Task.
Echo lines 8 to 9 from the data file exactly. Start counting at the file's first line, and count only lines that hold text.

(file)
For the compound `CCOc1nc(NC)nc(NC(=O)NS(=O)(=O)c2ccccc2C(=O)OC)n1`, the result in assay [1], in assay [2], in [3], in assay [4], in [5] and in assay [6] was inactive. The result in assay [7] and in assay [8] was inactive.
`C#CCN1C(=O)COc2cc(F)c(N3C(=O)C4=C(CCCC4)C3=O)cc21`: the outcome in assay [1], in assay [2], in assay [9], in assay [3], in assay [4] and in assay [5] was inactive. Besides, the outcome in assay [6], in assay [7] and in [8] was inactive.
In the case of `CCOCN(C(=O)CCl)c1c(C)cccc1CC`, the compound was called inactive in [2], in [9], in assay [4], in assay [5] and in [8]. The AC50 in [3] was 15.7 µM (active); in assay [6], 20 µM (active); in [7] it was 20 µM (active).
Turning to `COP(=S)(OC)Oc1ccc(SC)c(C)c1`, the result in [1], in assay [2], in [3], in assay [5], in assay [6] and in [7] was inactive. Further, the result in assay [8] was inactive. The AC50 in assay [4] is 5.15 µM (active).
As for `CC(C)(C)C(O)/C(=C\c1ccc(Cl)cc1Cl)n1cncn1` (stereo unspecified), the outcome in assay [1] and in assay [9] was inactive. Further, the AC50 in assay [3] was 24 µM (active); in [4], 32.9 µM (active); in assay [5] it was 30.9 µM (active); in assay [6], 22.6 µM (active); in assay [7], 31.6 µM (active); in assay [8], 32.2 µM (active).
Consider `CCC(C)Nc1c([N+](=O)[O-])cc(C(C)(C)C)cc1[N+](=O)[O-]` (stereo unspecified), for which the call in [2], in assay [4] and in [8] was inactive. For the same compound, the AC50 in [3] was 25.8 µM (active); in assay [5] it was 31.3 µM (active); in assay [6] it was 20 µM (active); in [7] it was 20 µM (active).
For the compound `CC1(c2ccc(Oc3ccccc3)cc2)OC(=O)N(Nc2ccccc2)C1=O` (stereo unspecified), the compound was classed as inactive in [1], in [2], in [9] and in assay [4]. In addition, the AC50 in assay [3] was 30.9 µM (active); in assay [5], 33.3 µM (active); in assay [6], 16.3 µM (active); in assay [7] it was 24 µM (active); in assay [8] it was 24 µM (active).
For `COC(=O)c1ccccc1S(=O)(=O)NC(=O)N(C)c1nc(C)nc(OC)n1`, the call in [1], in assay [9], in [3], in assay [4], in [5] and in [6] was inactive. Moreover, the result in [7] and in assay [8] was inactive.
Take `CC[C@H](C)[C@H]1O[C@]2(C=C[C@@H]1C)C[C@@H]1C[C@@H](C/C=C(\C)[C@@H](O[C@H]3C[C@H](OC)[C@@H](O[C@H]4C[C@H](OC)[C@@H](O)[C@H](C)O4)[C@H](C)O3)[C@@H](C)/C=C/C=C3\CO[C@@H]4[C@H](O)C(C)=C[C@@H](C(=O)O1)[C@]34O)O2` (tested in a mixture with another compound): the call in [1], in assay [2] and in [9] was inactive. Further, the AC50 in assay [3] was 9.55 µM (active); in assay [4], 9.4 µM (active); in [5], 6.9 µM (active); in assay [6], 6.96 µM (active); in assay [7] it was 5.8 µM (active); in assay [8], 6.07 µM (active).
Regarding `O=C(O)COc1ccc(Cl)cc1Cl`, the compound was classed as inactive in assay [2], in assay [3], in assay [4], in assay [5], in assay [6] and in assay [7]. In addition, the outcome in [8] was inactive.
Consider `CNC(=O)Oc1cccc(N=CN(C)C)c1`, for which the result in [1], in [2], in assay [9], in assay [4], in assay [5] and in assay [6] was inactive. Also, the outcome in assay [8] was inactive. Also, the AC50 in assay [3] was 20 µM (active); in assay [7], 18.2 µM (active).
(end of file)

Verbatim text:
For `COC(=O)c1ccccc1S(=O)(=O)NC(=O)N(C)c1nc(C)nc(OC)n1`, the call in [1], in assay [9], in [3], in assay [4], in [5] and in [6] was inactive. Moreover, the result in [7] and in assay [8] was inactive.
Take `CC[C@H](C)[C@H]1O[C@]2(C=C[C@@H]1C)C[C@@H]1C[C@@H](C/C=C(\C)[C@@H](O[C@H]3C[C@H](OC)[C@@H](O[C@H]4C[C@H](OC)[C@@H](O)[C@H](C)O4)[C@H](C)O3)[C@@H](C)/C=C/C=C3\CO[C@@H]4[C@H](O)C(C)=C[C@@H](C(=O)O1)[C@]34O)O2` (tested in a mixture with another compound): the call in [1], in assay [2] and in [9] was inactive. Further, the AC50 in assay [3] was 9.55 µM (active); in assay [4], 9.4 µM (active); in [5], 6.9 µM (active); in assay [6], 6.96 µM (active); in assay [7] it was 5.8 µM (active); in assay [8], 6.07 µM (active).